Turkey summons US envoy over remarks on Syria operation
DHA photoTurkey has summoned the United States’ ambassador to Ankara, John Bass, to express the government’s disturbance over statements issued by Washington that suggested a loose agreement had been reached between Turkey and the Syrian Kurdish Democratic Union Party (PYD) group.
“It has been underlined that such statements are by no means acceptable and that they do not comply with the alliance relationship,” read a statement issued by Tanju Bilgiç, spokesperson of the Foreign Ministry, late on Aug. 30.
Bilgiç’s statement came after Ash Carter, the U.S. secretary of defense; Brett McGurk, the U.S. special envoy on the fight against the Islamic State of Iraq and the Levant (ISIL); and spokespersons from the Department of Defense and the White House each urged Turkey to stop clashing with the PYD.
Turkey’s concerns over such remarks were dispatched to Bass by Foreign Ministry Undersecretary Ferdiun Sinirlioğlu on Aug. 30.
“The objectives of the Euphrates Shield Operations are known,” Bilgiç said, adding that Turkey would continue until all “terror groups” are pushed away from the Turkish border so that they will not be able to “pose a threat to Turkish citizens.”
Bilgiç also reiterated Turkey’s expectation that the U.S. would keep its word that PYD forces would be withdrawn to the east of the Euphrates.
Meanwhile, Turkey’s EU minister and chief negotiator, Ömer Çelik, denied reports that Turkey had reached a cease-fire deal with the PYD/YPG forces.
The People’s Protection Units (YPG) are the armed wing of the PYD.
“The Republic of Turkey is an independent, lawful state,” Çelik told state-run Anadolu Agency in a televised interview on Aug. 31. “It cannot be evaluated as if they [Turkey and the PKK/PYD] are equal and there was an agreement between them.”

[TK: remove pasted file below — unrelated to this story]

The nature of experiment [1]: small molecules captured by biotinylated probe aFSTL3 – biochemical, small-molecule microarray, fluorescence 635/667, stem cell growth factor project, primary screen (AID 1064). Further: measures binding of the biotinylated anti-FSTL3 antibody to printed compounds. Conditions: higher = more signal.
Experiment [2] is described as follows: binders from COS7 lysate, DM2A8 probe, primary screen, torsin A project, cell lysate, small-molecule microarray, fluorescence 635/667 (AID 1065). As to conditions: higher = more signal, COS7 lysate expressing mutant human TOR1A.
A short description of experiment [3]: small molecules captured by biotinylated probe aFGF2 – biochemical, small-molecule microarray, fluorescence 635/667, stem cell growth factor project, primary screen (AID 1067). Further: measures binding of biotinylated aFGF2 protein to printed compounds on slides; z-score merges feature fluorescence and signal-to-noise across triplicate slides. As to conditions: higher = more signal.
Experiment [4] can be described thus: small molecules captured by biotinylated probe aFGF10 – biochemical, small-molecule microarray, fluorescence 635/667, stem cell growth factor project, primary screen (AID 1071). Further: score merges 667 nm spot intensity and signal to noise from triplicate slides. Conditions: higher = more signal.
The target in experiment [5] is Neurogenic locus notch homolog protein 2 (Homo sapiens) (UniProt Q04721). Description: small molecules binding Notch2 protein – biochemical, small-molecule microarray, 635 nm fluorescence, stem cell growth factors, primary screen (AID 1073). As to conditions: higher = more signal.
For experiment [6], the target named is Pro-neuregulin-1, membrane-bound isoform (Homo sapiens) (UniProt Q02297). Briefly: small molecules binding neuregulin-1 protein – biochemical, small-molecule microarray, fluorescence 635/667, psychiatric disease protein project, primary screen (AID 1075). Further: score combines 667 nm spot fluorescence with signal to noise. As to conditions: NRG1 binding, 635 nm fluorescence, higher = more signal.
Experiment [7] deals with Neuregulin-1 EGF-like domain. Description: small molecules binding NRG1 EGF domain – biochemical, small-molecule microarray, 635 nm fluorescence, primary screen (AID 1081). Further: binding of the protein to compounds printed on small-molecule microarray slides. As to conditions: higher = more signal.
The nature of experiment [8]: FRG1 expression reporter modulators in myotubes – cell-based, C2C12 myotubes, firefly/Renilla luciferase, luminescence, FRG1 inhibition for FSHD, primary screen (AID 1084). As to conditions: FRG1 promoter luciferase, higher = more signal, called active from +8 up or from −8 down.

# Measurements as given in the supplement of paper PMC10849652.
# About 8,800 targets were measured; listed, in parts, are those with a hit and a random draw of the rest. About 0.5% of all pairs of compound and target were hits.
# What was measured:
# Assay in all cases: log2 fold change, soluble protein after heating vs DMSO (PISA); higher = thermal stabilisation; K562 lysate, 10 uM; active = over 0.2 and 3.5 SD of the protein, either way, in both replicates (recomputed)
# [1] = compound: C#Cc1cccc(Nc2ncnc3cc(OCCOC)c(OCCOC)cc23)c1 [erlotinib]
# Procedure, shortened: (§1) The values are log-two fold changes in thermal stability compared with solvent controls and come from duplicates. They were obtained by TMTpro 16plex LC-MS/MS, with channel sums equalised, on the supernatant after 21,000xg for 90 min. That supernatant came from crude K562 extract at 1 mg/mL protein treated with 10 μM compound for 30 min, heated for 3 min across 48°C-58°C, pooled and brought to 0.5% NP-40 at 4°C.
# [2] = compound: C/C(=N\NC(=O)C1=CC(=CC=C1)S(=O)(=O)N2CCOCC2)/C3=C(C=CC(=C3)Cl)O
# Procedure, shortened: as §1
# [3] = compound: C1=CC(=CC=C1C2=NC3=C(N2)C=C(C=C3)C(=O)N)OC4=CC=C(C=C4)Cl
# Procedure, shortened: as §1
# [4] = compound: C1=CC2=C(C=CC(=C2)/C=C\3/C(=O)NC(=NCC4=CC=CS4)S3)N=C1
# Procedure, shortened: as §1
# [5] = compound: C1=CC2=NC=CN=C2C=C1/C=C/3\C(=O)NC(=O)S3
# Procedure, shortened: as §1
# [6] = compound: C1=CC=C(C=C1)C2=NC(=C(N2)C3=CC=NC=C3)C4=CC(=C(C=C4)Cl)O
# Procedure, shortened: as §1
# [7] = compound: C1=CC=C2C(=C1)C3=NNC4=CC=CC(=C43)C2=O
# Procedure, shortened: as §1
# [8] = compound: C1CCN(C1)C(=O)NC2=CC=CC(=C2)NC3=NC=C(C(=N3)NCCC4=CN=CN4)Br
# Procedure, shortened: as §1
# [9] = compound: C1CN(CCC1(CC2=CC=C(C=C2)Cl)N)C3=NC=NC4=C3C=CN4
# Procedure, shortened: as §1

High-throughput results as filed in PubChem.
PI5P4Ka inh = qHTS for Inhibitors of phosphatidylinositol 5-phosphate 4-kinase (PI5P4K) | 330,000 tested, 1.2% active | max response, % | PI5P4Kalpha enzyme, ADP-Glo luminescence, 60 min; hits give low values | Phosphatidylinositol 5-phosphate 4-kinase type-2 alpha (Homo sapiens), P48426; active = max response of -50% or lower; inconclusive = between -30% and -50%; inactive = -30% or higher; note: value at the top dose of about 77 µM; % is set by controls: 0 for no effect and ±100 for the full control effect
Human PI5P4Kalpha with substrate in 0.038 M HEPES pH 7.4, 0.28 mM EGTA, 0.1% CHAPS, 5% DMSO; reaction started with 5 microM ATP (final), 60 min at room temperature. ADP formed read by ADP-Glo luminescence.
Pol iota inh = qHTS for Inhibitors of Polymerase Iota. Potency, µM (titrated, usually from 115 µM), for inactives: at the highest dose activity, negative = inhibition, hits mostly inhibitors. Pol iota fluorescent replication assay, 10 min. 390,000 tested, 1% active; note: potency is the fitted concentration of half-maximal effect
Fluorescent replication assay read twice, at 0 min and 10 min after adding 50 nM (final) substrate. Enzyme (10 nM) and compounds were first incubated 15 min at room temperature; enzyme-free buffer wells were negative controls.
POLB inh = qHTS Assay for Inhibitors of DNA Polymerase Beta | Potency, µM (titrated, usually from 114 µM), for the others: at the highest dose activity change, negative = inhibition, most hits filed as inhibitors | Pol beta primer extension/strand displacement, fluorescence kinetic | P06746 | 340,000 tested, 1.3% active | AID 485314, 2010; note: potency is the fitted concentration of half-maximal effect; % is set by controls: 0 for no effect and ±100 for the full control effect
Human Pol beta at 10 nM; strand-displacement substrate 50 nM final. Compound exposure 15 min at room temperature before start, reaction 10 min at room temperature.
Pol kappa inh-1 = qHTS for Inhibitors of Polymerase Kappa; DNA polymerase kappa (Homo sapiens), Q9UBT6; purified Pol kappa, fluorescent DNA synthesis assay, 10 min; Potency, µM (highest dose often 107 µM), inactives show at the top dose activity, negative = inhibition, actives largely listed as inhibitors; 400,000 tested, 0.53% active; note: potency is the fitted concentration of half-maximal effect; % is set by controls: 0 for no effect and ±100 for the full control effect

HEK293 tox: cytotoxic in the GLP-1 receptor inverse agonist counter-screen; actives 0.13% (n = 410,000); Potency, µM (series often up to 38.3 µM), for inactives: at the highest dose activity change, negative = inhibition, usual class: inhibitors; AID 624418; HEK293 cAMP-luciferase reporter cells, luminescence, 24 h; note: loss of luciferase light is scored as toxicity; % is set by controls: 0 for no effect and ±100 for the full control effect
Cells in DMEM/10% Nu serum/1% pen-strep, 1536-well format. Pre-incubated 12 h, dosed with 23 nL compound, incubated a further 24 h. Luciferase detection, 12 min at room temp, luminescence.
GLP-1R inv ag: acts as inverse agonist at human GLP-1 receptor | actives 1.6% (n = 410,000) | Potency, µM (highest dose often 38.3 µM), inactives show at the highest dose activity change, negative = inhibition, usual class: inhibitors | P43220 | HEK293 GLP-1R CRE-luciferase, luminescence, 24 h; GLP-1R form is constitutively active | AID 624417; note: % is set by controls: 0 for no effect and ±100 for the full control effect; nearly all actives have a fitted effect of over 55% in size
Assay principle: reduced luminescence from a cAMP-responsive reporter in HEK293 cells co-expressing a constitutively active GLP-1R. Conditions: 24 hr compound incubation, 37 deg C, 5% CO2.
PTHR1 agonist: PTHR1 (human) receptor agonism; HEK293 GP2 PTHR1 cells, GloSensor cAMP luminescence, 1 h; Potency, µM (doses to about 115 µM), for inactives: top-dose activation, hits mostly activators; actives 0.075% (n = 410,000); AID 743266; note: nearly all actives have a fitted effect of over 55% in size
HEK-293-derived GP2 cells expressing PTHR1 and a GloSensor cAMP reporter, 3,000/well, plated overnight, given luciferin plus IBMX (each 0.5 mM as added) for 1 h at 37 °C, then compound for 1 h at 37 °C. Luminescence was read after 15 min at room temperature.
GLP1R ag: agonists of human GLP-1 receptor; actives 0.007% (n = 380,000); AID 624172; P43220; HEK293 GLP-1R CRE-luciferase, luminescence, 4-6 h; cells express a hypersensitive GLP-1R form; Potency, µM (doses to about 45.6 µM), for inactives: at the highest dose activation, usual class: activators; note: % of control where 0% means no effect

He added that the PYD’s activities in northern Syria “benefit terror groups, not the Kurdish people.”
Turkey regards the PYG and its YPG forces as offshoots of the outlawed Kurdistan Workers’ Party (PKK). The policies of Turkey and the U.S., two NATO allies, clash on the designation of them, with the U.S. seeing them as the most reliable partner in their fight against ISIL.
Meanwhile, Prime Minister Binali Yıldırım has again stressed that Ankara’s insistence that the PYD/YPG retreat to the east of the Euphrates River has not changed, reminding of the U.S.’s promises on the issue.
On Aug. 30, Joseph Votel, head of U.S. Central Command and the top U.S. commander in the Mideast, said the YPG had “lived up to their commitment to us” to move east of the Euphrates to meet one of Ankara’s demands.
“We did support them,” Votel said of the Turkish forces crossing into Syria, but “we had to withdraw support for that” when it became clear to the U.S. that the Turkish offensive had aims beyond clearing ISIL fighters from the border, the military.com website quoted Votel as saying.
White House spokesman Josh Earnest welcomed the “overnight calm between the Turkish military and other counter-ISIL forces in Syria,” adding that Washington’s priority “needs to be on fighting ISIL.”
“I can say that the United States welcomes the overnight calm between the Turkish military and other counter-ISIL forces in Syria. The United States continues to encourage these moves as a way to prevent further hostilities and loss of life between all counter-ISIL forces operating in the area,” Earnest said.
U.S. State Department Spokesman John Kirby also said they have “seen largely, over the last 12 to 18 hours, that there has been calm” in northern Syria, referring to the clashes between Turkish-backed forces and YPG militia.
On Aug. 31, Russia called on Turkey to avoid strikes in Syria on opposition and ethnic groups, including Kurds, who are fighting ISIL, Russian Foreign Ministry spokeswoman Maria Zakharova told a news briefing, according to Reuters.